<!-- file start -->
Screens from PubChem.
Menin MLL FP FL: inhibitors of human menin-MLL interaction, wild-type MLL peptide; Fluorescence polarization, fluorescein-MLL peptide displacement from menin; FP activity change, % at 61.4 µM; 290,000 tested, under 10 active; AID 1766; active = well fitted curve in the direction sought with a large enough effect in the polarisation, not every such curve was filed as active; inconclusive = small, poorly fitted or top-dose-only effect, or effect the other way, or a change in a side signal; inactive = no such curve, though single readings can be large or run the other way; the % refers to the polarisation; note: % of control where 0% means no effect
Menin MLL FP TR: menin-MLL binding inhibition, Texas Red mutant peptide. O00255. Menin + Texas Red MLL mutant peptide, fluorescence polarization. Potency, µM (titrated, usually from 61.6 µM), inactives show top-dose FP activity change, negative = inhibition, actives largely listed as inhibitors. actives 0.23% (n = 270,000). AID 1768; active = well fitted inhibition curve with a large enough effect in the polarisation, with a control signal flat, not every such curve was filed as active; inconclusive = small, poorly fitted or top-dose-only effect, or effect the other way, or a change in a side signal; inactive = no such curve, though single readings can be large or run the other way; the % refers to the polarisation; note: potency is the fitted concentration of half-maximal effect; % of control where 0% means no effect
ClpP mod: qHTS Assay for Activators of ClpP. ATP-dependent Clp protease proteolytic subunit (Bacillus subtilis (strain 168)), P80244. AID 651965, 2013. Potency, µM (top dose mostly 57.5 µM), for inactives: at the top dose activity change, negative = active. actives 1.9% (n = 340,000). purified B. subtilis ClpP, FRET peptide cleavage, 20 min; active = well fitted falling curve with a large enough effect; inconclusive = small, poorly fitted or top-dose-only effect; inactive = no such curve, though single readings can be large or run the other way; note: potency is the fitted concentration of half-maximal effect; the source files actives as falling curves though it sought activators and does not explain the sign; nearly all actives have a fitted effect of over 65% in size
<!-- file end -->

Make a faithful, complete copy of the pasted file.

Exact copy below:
Screens from PubChem.
Menin MLL FP FL: inhibitors of human menin-MLL interaction, wild-type MLL peptide; Fluorescence polarization, fluorescein-MLL peptide displacement from menin; FP activity change, % at 61.4 µM; 290,000 tested, under 10 active; AID 1766; active = well fitted curve in the direction sought with a large enough effect in the polarisation, not every such curve was filed as active; inconclusive = small, poorly fitted or top-dose-only effect, or effect the other way, or a change in a side signal; inactive = no such curve, though single readings can be large or run the other way; the % refers to the polarisation; note: % of control where 0% means no effect
Menin MLL FP TR: menin-MLL binding inhibition, Texas Red mutant peptide. O00255. Menin + Texas Red MLL mutant peptide, fluorescence polarization. Potency, µM (titrated, usually from 61.6 µM), inactives show top-dose FP activity change, negative = inhibition, actives largely listed as inhibitors. actives 0.23% (n = 270,000). AID 1768; active = well fitted inhibition curve with a large enough effect in the polarisation, with a control signal flat, not every such curve was filed as active; inconclusive = small, poorly fitted or top-dose-only effect, or effect the other way, or a change in a side signal; inactive = no such curve, though single readings can be large or run the other way; the % refers to the polarisation; note: potency is the fitted concentration of half-maximal effect; % of control where 0% means no effect
ClpP mod: qHTS Assay for Activators of ClpP. ATP-dependent Clp protease proteolytic subunit (Bacillus subtilis (strain 168)), P80244. AID 651965, 2013. Potency, µM (top dose mostly 57.5 µM), for inactives: at the top dose activity change, negative = active. actives 1.9% (n = 340,000). purified B. subtilis ClpP, FRET peptide cleavage, 20 min; active = well fitted falling curve with a large enough effect; inconclusive = small, poorly fitted or top-dose-only effect; inactive = no such curve, though single readings can be large or run the other way; note: potency is the fitted concentration of half-maximal effect; the source files actives as falling curves though it sought activators and does not explain the sign; nearly all actives have a fitted effect of over 65% in size